Privatization removes state control. With the absence of government regulations, the market starts to operate organically. Therefore, without government interference, the market starts to act more dynamically and follows traditional economic values of demand and supply. Consumers respond to a more dynamic and organic market more favorably and it helps in the generation of higher revenues.

Revenue Generation from the Sale of a Company

The government gets a substantial one-time revenue from the privatization of public sector companies. So, privatization can be used as a measure to counter the fiscal deficit of the government.

Advantages of Privatization

Privatization can heal a government’s credit crunch by providing funds from private parties. Moreover, companies become more innovative and competitive due to privatization.

Let us see some of the major advantages of privatization as mentioned below.

Improved Performance

Private companies are more profit-oriented than politically motivated. Privatization, therefore, removes the barriers of bureaucracy & red tape that stop organizations reach their full potential. Moreover, private companies are operated based on performance. They adequately incentivize the better performers. This helps in increasing the overall performance of an organization.

Better Customer Service

Private companies are focused on efficient customer service because they are competitive in nature. State-run companies do not face competition and are therefore not operationally motivated. Additionally, customer service helps private companies by eliminating unnecessary bureaucratic hassles.

Improved Management

Privatization enhances the management of a company. Managers in privately-owned organizations are more accountable to the company’s owners. So, it becomes their responsibility to ensure efficiency in the overall management of the firm. Accountability results in better and more efficient operations that may ultimately benefit the economy.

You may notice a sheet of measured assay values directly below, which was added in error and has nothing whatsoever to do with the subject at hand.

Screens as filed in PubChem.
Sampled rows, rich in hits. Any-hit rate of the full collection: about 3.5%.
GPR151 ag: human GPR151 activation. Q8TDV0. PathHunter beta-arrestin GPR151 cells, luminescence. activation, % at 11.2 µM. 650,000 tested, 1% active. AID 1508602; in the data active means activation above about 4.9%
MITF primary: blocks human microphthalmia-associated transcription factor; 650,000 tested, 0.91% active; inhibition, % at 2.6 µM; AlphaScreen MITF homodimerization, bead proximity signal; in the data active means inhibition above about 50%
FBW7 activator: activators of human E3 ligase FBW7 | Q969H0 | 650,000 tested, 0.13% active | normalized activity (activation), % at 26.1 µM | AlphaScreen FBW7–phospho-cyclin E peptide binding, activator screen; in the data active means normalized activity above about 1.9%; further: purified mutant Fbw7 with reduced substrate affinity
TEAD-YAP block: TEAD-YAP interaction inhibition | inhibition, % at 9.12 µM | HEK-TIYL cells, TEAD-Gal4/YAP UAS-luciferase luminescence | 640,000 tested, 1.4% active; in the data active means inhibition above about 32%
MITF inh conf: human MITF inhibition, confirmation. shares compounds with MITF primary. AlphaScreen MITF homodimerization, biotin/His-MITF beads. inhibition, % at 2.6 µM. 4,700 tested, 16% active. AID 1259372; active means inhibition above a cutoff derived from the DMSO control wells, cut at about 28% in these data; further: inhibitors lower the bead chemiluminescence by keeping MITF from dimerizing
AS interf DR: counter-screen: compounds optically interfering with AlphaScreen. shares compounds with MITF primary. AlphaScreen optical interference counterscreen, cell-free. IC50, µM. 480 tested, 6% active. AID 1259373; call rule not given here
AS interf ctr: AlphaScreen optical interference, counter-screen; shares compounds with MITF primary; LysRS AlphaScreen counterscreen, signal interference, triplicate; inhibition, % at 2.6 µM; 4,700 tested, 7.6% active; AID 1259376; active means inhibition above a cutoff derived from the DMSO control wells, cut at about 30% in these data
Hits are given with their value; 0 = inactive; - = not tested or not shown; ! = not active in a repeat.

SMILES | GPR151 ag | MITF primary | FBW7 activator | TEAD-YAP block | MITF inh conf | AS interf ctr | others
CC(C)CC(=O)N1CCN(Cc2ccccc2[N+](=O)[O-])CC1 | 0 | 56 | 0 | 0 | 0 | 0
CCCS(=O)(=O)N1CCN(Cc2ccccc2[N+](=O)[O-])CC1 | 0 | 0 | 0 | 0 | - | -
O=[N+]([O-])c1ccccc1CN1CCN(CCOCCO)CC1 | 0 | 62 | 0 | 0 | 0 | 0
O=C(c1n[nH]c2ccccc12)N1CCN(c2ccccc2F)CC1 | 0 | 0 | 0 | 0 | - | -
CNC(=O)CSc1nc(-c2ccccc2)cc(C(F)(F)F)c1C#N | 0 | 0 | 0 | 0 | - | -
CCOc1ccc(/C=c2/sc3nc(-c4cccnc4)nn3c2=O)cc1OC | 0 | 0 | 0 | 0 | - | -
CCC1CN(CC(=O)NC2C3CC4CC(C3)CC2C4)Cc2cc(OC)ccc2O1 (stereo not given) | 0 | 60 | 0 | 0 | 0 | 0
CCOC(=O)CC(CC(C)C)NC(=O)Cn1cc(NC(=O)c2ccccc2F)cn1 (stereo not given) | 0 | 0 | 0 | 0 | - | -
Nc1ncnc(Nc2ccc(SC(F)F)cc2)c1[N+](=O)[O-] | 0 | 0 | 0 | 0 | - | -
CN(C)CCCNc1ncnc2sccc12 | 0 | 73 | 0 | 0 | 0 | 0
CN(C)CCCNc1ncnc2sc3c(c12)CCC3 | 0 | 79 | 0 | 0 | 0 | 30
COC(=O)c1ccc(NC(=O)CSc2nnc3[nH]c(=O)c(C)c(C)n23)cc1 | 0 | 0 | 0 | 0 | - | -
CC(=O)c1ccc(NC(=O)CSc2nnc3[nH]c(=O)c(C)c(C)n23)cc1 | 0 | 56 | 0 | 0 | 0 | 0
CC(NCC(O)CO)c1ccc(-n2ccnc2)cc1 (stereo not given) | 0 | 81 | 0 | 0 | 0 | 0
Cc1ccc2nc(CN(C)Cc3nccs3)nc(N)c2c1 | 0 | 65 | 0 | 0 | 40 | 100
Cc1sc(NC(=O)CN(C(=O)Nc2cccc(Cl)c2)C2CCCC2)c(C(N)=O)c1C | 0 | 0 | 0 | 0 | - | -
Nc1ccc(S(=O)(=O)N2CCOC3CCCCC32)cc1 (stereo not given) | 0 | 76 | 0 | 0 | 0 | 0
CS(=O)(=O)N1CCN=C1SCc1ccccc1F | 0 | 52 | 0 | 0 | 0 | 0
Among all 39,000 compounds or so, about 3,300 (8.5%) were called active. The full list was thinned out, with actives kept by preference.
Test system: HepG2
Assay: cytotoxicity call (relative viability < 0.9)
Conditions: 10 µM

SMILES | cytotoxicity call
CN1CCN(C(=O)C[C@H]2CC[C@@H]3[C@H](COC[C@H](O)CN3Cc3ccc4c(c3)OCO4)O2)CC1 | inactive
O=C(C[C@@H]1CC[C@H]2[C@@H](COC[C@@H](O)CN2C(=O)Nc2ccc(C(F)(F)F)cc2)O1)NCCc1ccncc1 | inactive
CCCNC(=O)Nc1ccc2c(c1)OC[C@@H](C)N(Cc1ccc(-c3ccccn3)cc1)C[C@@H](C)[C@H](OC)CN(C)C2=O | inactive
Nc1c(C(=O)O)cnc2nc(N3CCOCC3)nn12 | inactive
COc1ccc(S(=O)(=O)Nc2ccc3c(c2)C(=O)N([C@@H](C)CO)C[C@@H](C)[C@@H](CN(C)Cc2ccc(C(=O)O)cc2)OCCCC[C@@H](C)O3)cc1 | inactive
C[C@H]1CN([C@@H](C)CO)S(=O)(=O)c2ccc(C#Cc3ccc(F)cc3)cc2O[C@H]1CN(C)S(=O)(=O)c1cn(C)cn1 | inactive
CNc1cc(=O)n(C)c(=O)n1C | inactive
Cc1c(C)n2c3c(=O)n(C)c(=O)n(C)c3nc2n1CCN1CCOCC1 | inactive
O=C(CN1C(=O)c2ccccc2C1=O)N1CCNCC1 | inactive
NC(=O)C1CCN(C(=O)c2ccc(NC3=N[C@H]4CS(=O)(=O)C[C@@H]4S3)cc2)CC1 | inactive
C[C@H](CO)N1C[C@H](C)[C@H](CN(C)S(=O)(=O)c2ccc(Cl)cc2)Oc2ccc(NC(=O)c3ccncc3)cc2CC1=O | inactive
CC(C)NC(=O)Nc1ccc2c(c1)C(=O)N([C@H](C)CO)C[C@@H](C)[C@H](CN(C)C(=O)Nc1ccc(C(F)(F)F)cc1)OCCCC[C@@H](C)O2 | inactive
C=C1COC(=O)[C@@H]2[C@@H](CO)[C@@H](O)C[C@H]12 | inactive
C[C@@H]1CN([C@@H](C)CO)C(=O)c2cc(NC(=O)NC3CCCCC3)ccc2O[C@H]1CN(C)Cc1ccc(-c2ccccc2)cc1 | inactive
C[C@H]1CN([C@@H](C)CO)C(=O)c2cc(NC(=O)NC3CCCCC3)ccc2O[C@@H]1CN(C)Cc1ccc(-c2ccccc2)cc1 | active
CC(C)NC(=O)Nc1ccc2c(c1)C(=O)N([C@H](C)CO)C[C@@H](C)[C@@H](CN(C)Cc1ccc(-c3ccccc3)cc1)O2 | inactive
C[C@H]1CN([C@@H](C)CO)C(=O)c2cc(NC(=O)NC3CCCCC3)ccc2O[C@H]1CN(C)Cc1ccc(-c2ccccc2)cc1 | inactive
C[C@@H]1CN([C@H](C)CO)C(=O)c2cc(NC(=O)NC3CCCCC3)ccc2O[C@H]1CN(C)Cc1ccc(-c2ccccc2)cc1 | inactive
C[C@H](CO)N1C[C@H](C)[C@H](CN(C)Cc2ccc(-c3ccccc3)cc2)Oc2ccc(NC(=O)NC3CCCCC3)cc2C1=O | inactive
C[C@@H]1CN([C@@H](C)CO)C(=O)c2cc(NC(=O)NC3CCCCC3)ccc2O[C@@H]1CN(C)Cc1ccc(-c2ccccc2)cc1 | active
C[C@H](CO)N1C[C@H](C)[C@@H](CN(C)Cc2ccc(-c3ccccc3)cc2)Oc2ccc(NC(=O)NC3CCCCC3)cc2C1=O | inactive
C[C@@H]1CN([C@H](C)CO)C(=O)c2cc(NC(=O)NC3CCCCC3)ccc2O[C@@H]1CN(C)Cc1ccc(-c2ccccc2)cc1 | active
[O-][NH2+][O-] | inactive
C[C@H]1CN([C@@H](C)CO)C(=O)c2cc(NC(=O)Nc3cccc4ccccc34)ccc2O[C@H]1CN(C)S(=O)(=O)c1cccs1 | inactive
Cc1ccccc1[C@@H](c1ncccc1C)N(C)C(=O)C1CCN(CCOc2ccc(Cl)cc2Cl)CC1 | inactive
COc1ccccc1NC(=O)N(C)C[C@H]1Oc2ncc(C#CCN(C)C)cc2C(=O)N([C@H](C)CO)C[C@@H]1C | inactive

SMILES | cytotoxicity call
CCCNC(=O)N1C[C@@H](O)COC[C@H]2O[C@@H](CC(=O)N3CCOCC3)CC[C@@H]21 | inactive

Disadvantage of Privatization

Even though we have seen above the multiple advantages of privatisation, there are a few disadvantages as well.

They are as follows −

Issues of Regulating Monopolies

Sometimes, the private sector companies manipulate their monopoly and neglect the social costs attached to them. Privatization of some state industries such as water supply and electricity regulators may create single monopolies.

Public Interest

The profit motive should not override the primary objective for some public services, e.g. education, health care, and public transport. For example, the private sector in India does not face any major regulation; Therefore, the transportation fees may be too high which may obstruct public transportation services for the general public.


The public cannot control or administer private companies. Privatization may have ill effects on accountability because Investors have full authority and they can run the organizations without ethical motives and habits.